I visited Lady Martin’s on 17 May 2015 – one week before I departed for my midlife gap year – but never posted about it.
I don’t want to visit it again so I’m going back to my diary from the day to write it up now.
Lady Martin’s is a wee crescent of beach at the bottom of Point Piper. I suspect in any other country it would be privately held and divvied up among the millionaires whose mansions hover nearby. These include the current Prime Minister of Australia, Malcolm Turnbull. Of course, when I visited back in 2015 he was fuming on the back benches as Tony Abbott went about his business of losing popularity.
Here’s what I wrote then:
There’s real and lovely warmth in the sun – which burns bright when not obscured by clouds. The light shimmers blindingly on the weak harbour waves as they flush ashore with a rhythmic, sleep-encouraging hush.
A flotilla or racing yachts rush past out on the harbour.
There is a party – a birthday party perhaps – at the Prince Edward Yacht Club. A one-man-band plays groovy guitar jazz.
Among the party guests are many multicultural, multilingual families – a wee girl speaks French, English, and Russian. But mostly people seem to be speaking French. Which seems appropriate as I realised earlier today that I really will need to learn some of that language.
Had I come at high tide I expect there’d have been little beach to visit as the sand is wet right up to the retaining wall. As it is, there’s maybe five meters of beach running 100 meters or fewer and bisected by the yacht club’s pier.
The beach is Sydney-sandstone golden and surrounded by about a billion dollars’ worth of residential property. It’s a place to really celebrate the decision, early in Australia’s story, to keep beaches, all of them, even little ones like this – public.
It’s lovely. I’m so glad I came.
Next Sunday … will I have time for a beach before my flight?
The following … a river ride and the Giro d’Italia?
Lady Martin’s Beach is in the Municipality of Woollhara, the State Electorate of Vaucluse (Gabrielle Upton, Liberal) and Federal Division of Wentworth (Malcolm Turnbull, Liberal).
Until recently I was dreading Lady Bay. It is the second of, I think, three ‘clothing optional’ beaches in Sydney (this one granted that status in 1976). The first in this project was beach No 13: Cobblers.
I am not generally inclined to get my kit off in public. Prior to Cobblers I never had and I found the experience fairly nerve-wracking. Back then (20 February 2011 – so almost four years exactly) I was not as well equipped, mentally, to look at things that made me uncomfortable, step back, and question why. But several weeks ago, thinking about Lady Bay, I asked myself what was the worst thing that could happen? My answers were: someone I don’t want to talk to might talk to me and I might get sunburnt is places I’d really rather not. I realised the former was nothing to fear as I’m perfectly capable of walking away from pesky people and the latter I could take precautions against.
So it was that my friends were more worried about Lady Bay than I was.
I rode my bicycle the 22 or so kilometres to Camp Cove in Watsons Bay from which I walked to Lady Bay. Sydney is an undulating city and this was an undulating ride – up down, up down – Google says ascended 265 metres and descended 276.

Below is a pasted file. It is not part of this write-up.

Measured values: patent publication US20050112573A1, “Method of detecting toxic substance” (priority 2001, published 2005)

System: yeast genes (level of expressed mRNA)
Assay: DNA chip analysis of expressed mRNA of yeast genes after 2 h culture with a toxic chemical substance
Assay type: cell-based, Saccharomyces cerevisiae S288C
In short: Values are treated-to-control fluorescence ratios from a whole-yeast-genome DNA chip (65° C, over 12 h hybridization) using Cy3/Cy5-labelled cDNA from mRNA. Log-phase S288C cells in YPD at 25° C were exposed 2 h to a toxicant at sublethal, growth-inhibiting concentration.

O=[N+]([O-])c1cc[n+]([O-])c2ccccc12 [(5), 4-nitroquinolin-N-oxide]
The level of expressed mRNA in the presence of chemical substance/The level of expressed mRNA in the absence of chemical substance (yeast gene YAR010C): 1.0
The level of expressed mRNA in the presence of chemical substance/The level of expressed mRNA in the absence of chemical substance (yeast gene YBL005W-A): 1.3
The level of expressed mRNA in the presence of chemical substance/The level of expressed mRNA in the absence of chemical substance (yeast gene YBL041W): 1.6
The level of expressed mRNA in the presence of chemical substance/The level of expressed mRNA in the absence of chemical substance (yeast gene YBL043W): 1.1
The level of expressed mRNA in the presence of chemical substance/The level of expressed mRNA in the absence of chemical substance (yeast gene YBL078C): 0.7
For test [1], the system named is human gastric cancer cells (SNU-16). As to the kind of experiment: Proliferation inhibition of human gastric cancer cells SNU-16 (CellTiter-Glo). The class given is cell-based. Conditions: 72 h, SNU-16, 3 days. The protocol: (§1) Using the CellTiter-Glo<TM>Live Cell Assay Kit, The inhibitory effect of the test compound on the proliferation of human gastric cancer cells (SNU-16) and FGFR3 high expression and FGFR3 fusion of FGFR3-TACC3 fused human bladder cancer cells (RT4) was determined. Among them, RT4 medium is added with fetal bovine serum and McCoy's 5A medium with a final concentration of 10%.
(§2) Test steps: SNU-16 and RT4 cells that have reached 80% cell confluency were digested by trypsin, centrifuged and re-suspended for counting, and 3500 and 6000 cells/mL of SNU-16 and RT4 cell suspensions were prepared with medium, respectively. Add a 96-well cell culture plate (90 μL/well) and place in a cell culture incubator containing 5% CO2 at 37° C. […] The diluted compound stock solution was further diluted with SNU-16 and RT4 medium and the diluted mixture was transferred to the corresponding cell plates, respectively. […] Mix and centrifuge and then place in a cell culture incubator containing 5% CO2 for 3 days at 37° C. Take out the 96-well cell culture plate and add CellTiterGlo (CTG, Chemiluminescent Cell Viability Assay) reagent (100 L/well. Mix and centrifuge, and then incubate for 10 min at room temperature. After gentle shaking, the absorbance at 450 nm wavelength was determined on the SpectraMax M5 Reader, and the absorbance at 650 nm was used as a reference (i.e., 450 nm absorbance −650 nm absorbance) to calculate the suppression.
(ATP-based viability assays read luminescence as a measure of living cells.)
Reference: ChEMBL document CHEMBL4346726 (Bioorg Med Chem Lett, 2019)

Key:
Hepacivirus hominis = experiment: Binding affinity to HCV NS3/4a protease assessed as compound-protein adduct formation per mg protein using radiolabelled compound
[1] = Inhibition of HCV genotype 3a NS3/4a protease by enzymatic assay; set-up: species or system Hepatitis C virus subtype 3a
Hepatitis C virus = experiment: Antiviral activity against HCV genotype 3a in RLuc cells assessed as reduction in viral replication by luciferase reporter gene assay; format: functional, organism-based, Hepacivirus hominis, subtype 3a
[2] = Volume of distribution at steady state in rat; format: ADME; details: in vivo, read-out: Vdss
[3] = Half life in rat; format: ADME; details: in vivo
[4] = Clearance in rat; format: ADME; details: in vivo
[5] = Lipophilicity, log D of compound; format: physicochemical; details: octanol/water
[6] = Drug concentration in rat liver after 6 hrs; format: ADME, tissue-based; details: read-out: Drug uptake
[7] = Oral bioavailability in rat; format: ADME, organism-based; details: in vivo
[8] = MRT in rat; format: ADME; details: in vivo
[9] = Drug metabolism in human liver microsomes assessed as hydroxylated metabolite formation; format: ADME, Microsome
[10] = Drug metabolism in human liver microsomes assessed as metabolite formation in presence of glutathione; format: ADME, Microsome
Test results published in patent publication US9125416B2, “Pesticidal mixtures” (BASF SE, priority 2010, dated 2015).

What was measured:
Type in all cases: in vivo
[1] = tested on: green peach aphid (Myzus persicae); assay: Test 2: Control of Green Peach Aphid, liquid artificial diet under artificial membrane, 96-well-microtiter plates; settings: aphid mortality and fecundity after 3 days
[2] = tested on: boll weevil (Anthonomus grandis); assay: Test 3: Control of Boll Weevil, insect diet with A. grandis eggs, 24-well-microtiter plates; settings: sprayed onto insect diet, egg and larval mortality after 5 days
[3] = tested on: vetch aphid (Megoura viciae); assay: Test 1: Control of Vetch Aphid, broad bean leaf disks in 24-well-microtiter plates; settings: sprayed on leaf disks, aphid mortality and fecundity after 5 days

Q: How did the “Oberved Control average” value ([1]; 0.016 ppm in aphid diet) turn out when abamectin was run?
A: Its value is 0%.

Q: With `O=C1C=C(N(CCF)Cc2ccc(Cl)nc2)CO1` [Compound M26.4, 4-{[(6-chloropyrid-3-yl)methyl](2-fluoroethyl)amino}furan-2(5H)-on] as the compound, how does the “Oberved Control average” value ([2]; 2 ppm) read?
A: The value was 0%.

Camp Cove looks like a beach and is treated as a beach but is not listed by Gregory’s as a beach so I have not visited it as part of this project. But many, many people are visiting it today. There’s an adorable kiosk dispensing ice creams, lollies and coffee to a steady stream of customers. I have a coconut sorbet and a short black – neither is fantastic but both are perfect after the ride.
With my courage enforced by cold creamy coconutiness I walk the 300 or so metres to the top of the stairs leading to Lady Bay. The beach is about 100 metres below the walking path but not far enough for me to miss a quite fit very naked man emerging from the harbour on the beach below.
I’m here, no time like the present. Down the stairs I go. And along the beach looking for a spot to call my own which is near enough the cliff as to not be too visible to the strolling masses of clothed onlookers above and not too close to other visitors.
I am a little intimidated as nearly everyone on the beach is male – maybe 15 or 20 men and three or four women including myself. The men come in all ages, shapes and sizes. Including two quite heavy, quite furry and, if it’s not too much to say, rather, um, tiny, men who – not together mind you – stand about on the beach occasionally smoking cigarettes. But, you know, whatever. Lady Bay is, I understand, a mostly gay beach so it’s likely none of these men will look at me with even a passing glance of interest.
I am hot and sweaty from the ride and the harbour is calling. Off comes the kit, all of it – and especially the glasses leaving the world a soft blur. So in nothing but my tattoos I stride the 10 or so metres to the water and plunge in … knowing I’m visible to those above and, presumably, those in boats not too far off. And … so what? If they are judging me, what do I care? Not a whisper do I care.
It’s fantastic. The late summer water temperature is perfect – just cool enough to be refreshing yet warm enough to be inviting. Even out of focus I know the city is all around me and yet here I am naked and floating in Sydney Harbour. It is liberating and genuinely fabulous
I wrap a towel about my waist and sit topless feeling the late afternoon sun on my wet skin and watching the light jewel off the water. A young bloke notices my “No 42 Lady Bay” sign and asks about it. He is not, I realise, someone I did not want to talk to – I am happy to chat and tell him about the blog. His name is David and he has a website devoted to Sydney’s nudist scene (www.sydneynudists.com).
It is strange but good – I’ve never met someone in the nude before. In fact I don’t think I’ve conversed in the nude with anyone ever who was not, at some point, a sexual partner. If you see what I mean. None of the gyms I’ve belonged to have been the sort where women wander about the change rooms naked, for instance. Ah, well … I have been to baths in Japan where I did exchange greetings while naked with other naked women but we didn’t converse for lack of a shared language. But David and I chat for a good 10 minutes or so, introduce ourselves and shake hands. All very civil. All very liberating … I can’t come up with an equally good word for it.